Eleven month old baby awake most of night and doesn't sleep well in day
by Paula Coyle
Question: I have an 11 month old baby boy, and we are having problems with sleep! He has never slept through the night since being born. He has three older siblings, 17 years, 15 years and 4.5 years (two girls and boy in that order).
he's an active baby and eats well. he does suffer from eczema but is under control with Aqueous cream. he's a bright child and is at the stage where he is climbing furniture and attempting to let go and walk. He likes singing and dancing and playing with his older siblings.
he shares our room in his cot however he won't go to sleep in his cot, i usually put him in his puschair to go off and then move him. i have tried to put him into his cot at bedtime but he just stands up and screams and crys until i go in, i have tried going in laying him down and sitting in the room ignoring him but so he can see me, he still cries, he does not settle all night if he wakes it can take two or three hours to settle him, he dosen't seem to be happy unless i am in close contact with him.
last night i got him to sleep finally at 9.15 and put him into bed. he woke at 11.40 am and finaly went back to sleep at 5.00 am !. the only daytime naps he had yesterday were from 10.30 to 11.45 and from 2.30pm to 2.45. it's almost like he's too tired and when he does go to sleep he doesn't seem to go "properly" off into a deep good sleep.
Heidi's Answer: Hi Paula, Congratulations with your lively son, he sounds like a smart, fun and playful baby!
His sleeping habits have probably set in gradually, starting with difficulties settling, then sleeping less, being tired, being overtired, sleeping less again, ...
The key starting points will be to get him to sleep at regular times - and to sleep as much as possible so I suggest we concentrate on that first - and then work on more and more independent sleep after that.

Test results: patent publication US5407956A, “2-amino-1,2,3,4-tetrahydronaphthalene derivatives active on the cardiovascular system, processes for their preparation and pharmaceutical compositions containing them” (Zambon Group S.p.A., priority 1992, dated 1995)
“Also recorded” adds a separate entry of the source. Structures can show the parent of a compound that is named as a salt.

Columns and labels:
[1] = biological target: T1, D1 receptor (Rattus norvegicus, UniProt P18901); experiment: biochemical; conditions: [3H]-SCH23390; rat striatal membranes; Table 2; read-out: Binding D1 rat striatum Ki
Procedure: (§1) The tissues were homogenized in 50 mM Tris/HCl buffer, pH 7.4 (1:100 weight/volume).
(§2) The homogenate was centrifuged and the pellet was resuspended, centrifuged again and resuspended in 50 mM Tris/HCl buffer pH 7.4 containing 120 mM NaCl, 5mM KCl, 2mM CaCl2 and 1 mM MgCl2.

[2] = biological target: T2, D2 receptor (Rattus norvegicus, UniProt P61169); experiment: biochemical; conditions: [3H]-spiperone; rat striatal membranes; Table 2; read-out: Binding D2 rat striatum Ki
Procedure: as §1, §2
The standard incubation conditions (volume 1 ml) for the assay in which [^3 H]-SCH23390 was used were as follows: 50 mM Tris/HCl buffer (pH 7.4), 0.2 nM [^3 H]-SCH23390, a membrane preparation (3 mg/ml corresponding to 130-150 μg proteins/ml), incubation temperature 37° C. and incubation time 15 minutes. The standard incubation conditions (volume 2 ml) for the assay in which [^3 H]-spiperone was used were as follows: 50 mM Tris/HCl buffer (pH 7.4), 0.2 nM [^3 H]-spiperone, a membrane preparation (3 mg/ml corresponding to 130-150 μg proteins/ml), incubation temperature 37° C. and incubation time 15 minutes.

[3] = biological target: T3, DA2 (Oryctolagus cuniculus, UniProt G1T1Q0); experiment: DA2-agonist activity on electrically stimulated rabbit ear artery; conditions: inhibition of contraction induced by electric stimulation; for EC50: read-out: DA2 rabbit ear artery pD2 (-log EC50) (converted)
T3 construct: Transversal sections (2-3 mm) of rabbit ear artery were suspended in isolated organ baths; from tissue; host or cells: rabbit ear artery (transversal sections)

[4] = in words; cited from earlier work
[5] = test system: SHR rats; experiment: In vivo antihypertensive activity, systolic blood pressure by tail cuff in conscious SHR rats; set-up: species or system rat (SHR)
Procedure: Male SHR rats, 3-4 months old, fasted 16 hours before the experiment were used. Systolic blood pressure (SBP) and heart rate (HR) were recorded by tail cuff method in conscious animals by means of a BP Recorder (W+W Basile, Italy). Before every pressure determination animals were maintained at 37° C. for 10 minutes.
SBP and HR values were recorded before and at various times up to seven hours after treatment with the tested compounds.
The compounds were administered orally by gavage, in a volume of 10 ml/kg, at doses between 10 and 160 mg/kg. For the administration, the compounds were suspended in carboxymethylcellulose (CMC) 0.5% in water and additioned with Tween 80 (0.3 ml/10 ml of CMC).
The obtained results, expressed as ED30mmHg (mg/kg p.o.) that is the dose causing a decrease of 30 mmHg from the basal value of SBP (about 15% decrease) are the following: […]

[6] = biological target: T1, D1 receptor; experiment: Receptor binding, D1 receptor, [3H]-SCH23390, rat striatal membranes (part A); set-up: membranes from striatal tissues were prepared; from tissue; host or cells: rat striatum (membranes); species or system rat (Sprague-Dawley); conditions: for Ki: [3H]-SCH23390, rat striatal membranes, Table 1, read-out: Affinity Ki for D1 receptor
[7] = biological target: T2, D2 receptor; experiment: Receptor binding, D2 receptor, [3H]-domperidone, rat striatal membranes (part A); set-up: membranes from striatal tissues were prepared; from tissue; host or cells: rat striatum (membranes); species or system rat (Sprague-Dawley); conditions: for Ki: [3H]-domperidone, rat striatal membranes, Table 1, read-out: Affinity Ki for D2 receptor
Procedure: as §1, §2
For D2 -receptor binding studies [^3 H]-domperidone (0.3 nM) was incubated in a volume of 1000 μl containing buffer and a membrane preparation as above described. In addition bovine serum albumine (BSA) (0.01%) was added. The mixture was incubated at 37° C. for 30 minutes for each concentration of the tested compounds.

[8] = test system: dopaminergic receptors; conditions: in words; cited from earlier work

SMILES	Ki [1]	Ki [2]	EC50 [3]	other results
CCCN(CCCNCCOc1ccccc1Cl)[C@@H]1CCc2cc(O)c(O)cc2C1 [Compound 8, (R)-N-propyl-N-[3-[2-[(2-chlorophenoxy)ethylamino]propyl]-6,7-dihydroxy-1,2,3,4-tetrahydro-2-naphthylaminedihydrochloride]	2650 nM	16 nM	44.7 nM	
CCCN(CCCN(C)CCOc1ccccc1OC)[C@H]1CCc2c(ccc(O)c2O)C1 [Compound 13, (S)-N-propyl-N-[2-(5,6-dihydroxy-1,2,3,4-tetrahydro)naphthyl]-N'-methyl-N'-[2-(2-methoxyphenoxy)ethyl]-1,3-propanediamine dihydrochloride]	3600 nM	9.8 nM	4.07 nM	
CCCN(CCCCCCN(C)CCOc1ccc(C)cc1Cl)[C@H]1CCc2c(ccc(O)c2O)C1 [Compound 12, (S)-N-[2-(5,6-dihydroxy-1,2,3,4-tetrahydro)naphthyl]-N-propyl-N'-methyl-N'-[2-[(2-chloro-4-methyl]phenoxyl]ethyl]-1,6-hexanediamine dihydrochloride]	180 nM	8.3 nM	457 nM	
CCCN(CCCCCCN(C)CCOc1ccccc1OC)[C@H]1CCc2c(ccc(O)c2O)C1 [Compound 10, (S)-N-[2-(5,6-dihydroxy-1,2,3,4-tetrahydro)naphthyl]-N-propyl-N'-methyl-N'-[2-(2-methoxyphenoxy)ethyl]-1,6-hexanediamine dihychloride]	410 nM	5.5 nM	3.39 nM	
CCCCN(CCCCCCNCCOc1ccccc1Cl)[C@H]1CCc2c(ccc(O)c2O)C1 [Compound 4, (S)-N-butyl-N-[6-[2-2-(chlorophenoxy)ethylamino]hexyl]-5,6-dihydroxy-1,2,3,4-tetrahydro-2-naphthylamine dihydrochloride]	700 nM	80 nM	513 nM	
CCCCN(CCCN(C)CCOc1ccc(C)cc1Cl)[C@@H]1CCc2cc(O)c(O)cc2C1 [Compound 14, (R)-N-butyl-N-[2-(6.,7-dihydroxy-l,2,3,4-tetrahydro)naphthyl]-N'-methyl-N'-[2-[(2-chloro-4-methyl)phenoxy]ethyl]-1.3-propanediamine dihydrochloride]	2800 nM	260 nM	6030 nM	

But first of all: are you absolutely sure the eczema is under control? Even if it is visibly, could it still be bothering him in a way? Besides, is there anything else that could be bothering him? Teething, an illness (or onset of one), does he show signs of separation anxiety during the day? I'm sure you have thought such things over, but even the tiniest thing (that seems less important at first sight) can make all other efforts useless so it's good to have an extra check.
Then, we want him to sleep as much as possible, to get out of this cycle of being too tired to sleep ... One thing I suspect happening is that you feel uneasy helping him to fall asleep and are therefore only half-helping. Please don't take this badly, I am not criticising, only trying to understand - I know you are doing all with the best intentions. But for now, to break the cycle, I suggest you do help him 100%.
You mention that he needs being in close contact with you. By simply giving in to that need for now, it just might become much easier to settle him to sleep, whether it is for naps or at night, or to re-settle him when he wakes at night.
So, whenever he has difficulties settling: hold him. If that works, leave him down in the cot, and keep your arms half around him or your hands on his shoulders, sing a lullaby, ... If that does not work, hold and rock or walk around with him - lullabies are always good too - to help him sleep. Do it without feeling guilty, but wholeheartedly.
If the night time routine with the push chair works well, then continue that. Do the holding at other moments when the push chair doesn't work.
You may find a baby sling helpful to keep your hands free (and to save your back!). Especially for naps, carrying him in a sling can be great: it will help you choose the naptime, choose how long he sleeps and keep your hands free for other things.
While doing this, you want him to have a regular schedule. I don't know if the naps you mentioned are at the same time each day. In any case, have 2 naps each day, at very much the same time every day. 9.15pm is late for night time bed time - but I understand that may be because he is difficult to settle.
In any case aim for a regular, early bedtime, say around 7-7.30pm. Even if it sounds surprising, an early bedtime gives more chances for a better night than a late bedtime. Being less tired makes it easier to settle, and a good relaxed onset to the night gives better and longer stretches of sleep.
Do pay attention to having a consistent bedtime routine - it's a simple basic, but it is very powerful.
Do this - helping him sleep 100% & the regular schedule - for a week or two, and keep a sleep log in these weeks: note down all his sleep and wake times. Let me know how it goes, and send me the log, we can then take it from there to adjust where necessary. Once he will no longer be overtired, and be used to regular sleep again, we can then work on self soothing etc.
You may also find my No-Tears Sleeping Through the Night guide helpful.